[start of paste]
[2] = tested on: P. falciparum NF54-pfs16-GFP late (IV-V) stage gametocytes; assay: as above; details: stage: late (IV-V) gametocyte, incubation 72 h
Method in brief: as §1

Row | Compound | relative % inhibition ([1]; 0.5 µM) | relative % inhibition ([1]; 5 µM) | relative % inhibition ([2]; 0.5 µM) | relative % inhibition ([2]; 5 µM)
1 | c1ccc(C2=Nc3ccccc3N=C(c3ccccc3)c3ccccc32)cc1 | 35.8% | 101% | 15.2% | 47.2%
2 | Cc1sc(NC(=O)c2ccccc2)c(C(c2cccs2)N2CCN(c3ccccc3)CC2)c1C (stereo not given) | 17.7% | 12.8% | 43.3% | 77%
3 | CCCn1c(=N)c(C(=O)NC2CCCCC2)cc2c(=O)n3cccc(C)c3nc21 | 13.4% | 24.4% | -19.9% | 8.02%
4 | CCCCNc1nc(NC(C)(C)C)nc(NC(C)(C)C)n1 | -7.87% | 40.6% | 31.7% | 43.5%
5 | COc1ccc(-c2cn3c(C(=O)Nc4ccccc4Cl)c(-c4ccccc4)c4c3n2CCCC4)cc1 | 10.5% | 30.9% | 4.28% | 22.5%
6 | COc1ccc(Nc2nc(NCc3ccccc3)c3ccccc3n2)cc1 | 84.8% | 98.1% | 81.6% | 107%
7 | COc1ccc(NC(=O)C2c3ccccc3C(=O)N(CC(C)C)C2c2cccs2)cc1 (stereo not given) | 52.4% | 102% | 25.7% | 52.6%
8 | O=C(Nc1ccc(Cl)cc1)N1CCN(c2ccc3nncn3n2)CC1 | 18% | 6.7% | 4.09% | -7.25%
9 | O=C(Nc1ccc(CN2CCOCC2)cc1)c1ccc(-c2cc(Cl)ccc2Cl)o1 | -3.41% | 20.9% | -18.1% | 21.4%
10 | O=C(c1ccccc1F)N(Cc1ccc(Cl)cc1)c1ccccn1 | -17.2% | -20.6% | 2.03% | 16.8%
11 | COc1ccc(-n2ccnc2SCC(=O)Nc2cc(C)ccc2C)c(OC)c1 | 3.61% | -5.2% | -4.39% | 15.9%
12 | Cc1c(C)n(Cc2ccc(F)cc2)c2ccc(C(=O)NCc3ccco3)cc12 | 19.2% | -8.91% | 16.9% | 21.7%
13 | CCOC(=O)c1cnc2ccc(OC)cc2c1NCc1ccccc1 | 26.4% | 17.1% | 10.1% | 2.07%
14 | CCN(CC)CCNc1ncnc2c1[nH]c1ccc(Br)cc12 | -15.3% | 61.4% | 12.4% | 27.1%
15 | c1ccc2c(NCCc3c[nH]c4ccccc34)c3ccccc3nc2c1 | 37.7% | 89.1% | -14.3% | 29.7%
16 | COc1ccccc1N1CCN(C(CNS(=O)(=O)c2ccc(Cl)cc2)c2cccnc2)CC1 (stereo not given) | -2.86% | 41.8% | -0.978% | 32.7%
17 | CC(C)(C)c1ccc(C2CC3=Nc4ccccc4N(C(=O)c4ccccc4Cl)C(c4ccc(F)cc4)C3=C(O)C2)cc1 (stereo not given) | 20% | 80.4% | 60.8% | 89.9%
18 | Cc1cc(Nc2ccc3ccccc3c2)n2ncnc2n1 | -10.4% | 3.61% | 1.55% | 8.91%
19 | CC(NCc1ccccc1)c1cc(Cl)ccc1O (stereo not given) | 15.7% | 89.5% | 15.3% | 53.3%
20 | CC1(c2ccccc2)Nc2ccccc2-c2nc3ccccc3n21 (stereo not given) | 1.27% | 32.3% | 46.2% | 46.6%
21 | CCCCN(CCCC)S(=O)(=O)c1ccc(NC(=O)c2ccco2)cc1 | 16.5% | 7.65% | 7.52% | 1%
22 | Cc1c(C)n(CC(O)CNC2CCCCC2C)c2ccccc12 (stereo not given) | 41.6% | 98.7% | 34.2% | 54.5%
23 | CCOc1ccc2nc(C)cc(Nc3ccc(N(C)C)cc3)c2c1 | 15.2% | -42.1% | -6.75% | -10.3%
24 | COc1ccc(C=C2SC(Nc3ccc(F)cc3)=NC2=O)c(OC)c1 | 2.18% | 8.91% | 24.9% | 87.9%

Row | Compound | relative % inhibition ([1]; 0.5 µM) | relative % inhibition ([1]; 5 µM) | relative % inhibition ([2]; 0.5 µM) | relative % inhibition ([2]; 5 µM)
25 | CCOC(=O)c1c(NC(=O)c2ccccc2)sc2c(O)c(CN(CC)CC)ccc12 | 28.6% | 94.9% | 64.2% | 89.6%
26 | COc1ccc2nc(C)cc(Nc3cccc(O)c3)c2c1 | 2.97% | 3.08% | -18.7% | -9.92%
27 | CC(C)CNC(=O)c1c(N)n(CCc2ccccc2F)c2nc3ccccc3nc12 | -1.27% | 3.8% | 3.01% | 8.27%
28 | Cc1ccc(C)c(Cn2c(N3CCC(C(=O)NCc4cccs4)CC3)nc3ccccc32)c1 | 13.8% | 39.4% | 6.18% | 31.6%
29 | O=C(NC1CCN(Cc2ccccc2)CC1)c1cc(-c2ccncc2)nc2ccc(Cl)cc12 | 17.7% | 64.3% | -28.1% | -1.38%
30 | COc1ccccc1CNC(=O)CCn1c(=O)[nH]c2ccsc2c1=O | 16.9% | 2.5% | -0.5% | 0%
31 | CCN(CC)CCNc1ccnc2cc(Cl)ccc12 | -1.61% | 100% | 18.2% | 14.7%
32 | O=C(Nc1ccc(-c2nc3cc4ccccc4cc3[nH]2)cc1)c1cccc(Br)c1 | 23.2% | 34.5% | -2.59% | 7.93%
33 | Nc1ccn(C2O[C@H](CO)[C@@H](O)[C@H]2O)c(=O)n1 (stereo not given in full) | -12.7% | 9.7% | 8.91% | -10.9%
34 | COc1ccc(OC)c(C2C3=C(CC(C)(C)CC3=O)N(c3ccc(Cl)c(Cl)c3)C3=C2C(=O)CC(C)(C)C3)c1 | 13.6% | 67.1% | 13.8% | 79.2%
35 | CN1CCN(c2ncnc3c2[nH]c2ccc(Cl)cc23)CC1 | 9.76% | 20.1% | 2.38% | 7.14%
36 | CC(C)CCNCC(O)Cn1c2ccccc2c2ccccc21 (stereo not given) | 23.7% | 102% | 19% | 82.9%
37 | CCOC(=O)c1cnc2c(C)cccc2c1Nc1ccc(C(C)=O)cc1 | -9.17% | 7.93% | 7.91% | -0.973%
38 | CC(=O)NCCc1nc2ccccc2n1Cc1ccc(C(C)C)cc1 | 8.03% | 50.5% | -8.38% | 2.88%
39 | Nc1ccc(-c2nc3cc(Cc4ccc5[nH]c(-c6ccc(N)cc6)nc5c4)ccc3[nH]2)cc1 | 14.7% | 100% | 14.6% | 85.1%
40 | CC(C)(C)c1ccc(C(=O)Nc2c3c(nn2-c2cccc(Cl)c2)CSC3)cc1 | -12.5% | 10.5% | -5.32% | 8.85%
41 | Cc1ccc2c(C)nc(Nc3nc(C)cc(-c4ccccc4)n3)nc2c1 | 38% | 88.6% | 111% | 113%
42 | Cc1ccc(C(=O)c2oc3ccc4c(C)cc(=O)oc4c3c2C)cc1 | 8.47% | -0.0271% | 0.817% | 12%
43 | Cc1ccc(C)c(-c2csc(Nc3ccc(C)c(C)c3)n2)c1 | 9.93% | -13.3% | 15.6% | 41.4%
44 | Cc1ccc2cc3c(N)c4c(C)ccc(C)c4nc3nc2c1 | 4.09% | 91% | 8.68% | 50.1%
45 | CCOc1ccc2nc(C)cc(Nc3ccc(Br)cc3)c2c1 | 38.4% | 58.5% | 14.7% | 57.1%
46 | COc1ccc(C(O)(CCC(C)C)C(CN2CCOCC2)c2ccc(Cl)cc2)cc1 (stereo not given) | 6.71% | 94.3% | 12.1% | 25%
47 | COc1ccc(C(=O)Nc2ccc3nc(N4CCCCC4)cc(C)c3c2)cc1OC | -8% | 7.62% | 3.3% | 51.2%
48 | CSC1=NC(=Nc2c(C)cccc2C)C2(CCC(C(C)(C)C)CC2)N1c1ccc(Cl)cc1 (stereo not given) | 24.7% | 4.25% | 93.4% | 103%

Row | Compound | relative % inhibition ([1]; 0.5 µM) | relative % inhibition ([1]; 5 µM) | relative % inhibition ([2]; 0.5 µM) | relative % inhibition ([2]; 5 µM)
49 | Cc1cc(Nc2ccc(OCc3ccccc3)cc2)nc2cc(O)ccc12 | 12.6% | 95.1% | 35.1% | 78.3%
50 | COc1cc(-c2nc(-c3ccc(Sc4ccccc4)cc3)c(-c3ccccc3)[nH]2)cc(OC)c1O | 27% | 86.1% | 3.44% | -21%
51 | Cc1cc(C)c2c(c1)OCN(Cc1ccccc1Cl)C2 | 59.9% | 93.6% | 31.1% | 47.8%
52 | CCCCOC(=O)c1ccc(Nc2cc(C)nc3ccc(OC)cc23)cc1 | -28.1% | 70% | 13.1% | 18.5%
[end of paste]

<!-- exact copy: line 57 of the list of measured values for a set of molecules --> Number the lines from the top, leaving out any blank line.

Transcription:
52 | CCCCOC(=O)c1ccc(Nc2cc(C)nc3ccc(OC)cc23)cc1 | -28.1% | 70% | 13.1% | 18.5%